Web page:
GCC alum Hunter Kirschner was honored this past spring in Keene with the Business Journal of Greater Keene Brattleboro & Peterborough Trendsetters Award. He was one of eleven up and coming young professionals who were honored at the event, also attended by GCC Dean of Students Anna Berry and Wellness Center Counselor, Kathleen Keough.
Hunter, a transgender adult, is currently a program support assistant for LGBTQ students at Keene State College where he is also pursuing his bachelor’s degree in women’s and gender studies.
While at GCC, Hunter was a very active member of the college community—he held a work study position in the Advising and Wellness Centers, worked as a Peer Tutor and as an Orientation Leader. He also co-facilitated the Elm Street Think Tank, a group of community members and residents of the Franklin County Sheriff’s Office who meet weekly at the House of Corrections to work on collaborative projects for people who are incarcerated. He came to Think Tank through a sociology class offered at the jail through GCC, Crime and Punishment: A Sociological Overview that was taught using the Inside-Out model, which brings college students and incarcerated people together to learn from inside a jail or prison.
Hunter was also selected to receive GCC’s Nelson Mandela Book Award because of his endless energy for supporting GCC students of all backgrounds. He pushed the campus to begin the process of implementing a chosen name policy, something which is now coming to fruition—not just at GCC, but at community colleges statewide. In thinking about Nelson Mandela, the review committee also saw connections to his work off-campus with and on behalf of prisoners at the Franklin County House of Corrections.
Hunter believes that real change will occur as it relates to a more inclusive society only when we change individual relationships. “We can’t understand each other if we can’t even talk to each other,” he says.
Jocelyn Dennett earns Top Military Excellence Award
Seaman Recruit Jocelyn Dennett, Division 091, graduated as the top Sailor from Recruit Training Command in Great Lakes, Illinois and earned the Military Excellence Award in March of this year.
Jocelyn, of Greenfield, joined the Navy to pursue a career in Navy security forces and selected the rating of Master at Arms. Prior to enlisting in January, she attended UMASS Amherst, where she earned a Bachelor of Science in building and construction technology. She transferred to the University after obtaining two associate degrees at Greenfield Community College—in Liberal Arts in 2012 and in Engineering in 2015, leaving with a 3.82 GPA. She also worked as a construction inspector for the town of Greenfield until leaving for boot camp.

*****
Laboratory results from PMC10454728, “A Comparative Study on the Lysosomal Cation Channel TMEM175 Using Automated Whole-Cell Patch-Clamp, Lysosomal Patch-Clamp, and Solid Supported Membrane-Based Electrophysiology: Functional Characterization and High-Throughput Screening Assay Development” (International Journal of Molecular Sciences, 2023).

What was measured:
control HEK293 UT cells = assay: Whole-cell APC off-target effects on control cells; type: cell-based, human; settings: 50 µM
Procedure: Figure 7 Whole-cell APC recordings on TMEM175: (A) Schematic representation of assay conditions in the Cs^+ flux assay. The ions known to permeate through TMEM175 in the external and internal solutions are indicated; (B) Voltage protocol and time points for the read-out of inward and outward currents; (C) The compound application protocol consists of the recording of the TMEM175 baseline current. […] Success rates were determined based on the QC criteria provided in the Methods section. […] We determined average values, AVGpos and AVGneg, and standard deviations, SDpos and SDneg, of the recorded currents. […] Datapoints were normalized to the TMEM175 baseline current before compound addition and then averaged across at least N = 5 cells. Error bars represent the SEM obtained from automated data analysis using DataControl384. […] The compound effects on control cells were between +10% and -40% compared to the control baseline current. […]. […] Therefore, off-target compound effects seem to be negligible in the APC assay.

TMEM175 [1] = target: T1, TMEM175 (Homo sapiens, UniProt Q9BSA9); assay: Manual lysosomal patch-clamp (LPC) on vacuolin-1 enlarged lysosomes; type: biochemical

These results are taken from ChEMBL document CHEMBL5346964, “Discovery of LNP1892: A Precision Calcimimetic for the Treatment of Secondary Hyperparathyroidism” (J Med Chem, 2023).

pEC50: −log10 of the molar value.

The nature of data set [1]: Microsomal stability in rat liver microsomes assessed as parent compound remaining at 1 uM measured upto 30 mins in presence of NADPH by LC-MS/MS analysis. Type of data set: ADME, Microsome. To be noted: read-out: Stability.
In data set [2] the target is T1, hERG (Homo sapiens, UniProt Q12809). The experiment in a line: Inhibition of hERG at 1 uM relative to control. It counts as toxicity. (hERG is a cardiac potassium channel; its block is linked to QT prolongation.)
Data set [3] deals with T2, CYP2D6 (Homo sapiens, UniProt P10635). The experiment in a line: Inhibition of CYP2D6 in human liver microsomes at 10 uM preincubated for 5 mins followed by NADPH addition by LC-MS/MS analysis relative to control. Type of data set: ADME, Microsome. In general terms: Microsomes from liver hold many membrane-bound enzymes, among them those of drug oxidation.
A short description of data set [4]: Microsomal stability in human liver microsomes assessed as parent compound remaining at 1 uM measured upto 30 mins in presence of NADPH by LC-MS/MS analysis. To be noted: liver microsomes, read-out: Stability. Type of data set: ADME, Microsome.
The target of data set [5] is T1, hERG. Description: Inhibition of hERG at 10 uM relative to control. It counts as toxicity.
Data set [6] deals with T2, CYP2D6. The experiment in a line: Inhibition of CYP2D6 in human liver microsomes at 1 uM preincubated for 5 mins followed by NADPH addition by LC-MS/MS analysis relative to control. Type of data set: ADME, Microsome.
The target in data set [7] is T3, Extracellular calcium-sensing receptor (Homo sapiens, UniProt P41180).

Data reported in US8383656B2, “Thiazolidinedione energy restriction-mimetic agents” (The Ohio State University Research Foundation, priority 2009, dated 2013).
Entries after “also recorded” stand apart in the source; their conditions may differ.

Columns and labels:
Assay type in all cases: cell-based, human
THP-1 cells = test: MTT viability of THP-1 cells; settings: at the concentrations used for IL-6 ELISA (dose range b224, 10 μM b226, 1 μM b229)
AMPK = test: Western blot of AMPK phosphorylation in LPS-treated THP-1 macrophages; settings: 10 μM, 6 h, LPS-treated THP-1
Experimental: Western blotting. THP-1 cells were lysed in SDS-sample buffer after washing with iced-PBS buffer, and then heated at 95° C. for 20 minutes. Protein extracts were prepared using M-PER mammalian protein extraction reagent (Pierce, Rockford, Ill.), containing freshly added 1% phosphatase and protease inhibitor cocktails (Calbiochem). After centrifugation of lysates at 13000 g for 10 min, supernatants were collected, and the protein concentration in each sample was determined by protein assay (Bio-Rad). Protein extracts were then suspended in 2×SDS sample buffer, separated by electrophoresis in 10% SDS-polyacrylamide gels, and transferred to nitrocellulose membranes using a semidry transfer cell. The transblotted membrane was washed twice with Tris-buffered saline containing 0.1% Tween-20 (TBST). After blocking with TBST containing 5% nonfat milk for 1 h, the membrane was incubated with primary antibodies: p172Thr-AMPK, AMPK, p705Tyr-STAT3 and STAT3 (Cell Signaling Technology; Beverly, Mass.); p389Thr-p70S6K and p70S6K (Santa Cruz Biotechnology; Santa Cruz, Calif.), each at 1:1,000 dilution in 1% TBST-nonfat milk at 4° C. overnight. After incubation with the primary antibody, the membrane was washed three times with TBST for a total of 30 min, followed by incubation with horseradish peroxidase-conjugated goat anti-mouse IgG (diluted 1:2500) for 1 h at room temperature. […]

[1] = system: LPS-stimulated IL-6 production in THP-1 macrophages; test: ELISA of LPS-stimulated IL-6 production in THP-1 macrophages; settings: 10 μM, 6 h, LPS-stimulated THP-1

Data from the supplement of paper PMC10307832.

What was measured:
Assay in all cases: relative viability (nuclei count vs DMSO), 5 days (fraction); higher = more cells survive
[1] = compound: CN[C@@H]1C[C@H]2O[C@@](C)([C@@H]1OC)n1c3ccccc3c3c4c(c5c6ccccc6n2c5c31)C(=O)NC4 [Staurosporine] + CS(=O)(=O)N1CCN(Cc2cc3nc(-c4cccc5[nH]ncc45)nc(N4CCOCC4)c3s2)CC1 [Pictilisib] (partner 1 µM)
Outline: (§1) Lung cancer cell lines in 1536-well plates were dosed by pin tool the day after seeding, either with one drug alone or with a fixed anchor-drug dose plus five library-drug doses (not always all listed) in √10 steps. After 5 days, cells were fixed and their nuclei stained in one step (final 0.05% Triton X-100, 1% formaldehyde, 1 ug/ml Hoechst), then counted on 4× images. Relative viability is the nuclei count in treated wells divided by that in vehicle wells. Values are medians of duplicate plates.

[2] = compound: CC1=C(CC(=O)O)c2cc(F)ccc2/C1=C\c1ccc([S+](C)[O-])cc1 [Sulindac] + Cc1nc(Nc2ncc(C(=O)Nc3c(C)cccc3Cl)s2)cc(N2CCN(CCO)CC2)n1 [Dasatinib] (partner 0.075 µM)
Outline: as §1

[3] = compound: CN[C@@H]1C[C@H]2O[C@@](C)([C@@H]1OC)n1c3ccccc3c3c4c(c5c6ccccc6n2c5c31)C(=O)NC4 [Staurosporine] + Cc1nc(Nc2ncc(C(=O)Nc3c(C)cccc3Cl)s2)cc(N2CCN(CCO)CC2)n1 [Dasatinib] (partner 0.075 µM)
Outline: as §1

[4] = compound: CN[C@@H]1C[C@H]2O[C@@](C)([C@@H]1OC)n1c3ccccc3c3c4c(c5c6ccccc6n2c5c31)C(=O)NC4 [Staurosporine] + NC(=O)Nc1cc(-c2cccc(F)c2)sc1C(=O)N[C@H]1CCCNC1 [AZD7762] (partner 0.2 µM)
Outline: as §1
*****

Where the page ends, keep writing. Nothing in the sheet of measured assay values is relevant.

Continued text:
Referring to her time at GCC, Jocelyn said, “My greatest influences at GCC were Ted Johnson and Amy Ehmann in the Engineering Department, and Bill Nordstrom in Chemistry. They were amazing teachers and motivators. I still plan to have a career in the STEM field when I have finished my time in the service.”
Linda Desjardins, GCC’s Director of Financial Aid, met Jocelyn when they were classmates at GCC (learning is a lifelong adventure, Linda will assure you.) “I was in two French classes with Jocelyn,” she said, “and she was not only impressive academically but she was kind and generous toward her fellow classmates. Her quiet intelligence elevated the classroom experience and she often took the time to help guide fellow students through the more difficult topics.” She added that Jocelyn exemplifies and embodies everything for which GCC’s Principles of Education stand.
The Navy Club of the United States Military Excellence Award (MEA) is the top award presented to the No. 1 recruit of his or her graduating training group. The MEA is awarded to the recruit who best exemplifies the qualities of enthusiasm, devotion to duty, military bearing, and teamwork. The award placed her at the pinnacle of today’s newest Sailors, and she was awarded a flag letter of commendation.
“I was extremely grateful to receive this; it was very unexpected,” said Dennett. “I would like to thank my family and friends for supporting me in everything I do. Additionally, I would like to thank my coaches, mentors, scouts, and instructors for pushing me physically and mentally to prepare me for my pipeline training.”
After graduation, Dennett attended a 7-week school in San Antonio, Texas and is currently stationed in San Diego, California.
Boot camp is approximately eight weeks and all enlistees into the U.S. Navy begin their careers at the command. Training includes physical fitness, seamanship, firearms, firefighting and shipboard damage control, along with lessons in Navy heritage and core values, teamwork and discipline. About 30,000-40,000 recruits graduate annually from RTC and begin their Navy careers.